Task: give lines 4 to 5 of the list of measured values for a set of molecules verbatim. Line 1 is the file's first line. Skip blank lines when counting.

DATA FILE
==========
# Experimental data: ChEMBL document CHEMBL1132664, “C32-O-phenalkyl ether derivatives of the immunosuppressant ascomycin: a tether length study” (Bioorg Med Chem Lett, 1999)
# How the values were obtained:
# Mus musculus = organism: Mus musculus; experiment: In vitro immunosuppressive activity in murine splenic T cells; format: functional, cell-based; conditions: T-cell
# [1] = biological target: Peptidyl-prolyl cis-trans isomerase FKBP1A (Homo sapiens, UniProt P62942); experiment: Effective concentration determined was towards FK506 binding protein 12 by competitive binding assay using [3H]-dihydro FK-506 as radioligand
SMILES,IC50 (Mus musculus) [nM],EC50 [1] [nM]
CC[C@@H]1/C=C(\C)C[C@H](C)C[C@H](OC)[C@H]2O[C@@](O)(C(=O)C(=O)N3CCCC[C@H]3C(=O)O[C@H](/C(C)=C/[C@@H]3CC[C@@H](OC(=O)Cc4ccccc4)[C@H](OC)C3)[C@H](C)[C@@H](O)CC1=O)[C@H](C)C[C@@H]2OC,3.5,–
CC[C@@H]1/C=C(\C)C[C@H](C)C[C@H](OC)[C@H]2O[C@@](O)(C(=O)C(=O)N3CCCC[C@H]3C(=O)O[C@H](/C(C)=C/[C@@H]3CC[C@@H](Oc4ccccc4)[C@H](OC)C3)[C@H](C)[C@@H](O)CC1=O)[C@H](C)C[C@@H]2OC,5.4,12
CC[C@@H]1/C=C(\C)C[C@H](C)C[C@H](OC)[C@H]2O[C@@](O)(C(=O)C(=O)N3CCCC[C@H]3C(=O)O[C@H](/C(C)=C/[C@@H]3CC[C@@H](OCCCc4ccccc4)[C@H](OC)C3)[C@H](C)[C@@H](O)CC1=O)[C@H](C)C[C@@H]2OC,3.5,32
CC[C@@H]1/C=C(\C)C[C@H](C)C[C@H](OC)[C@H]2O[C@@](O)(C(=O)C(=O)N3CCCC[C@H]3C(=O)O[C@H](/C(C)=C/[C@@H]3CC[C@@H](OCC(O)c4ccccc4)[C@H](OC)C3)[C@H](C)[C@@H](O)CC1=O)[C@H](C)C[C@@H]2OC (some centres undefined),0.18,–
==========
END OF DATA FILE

# [1] = biological target: Peptidyl-prolyl cis-trans isomerase FKBP1A (Homo sapiens, UniProt P62942); experiment: Effective concentration determined was towards FK506 binding protein 12 by competitive binding assay using [3H]-dihydro FK-506 as radioligand
SMILES,IC50 (Mus musculus) [nM],EC50 [1] [nM]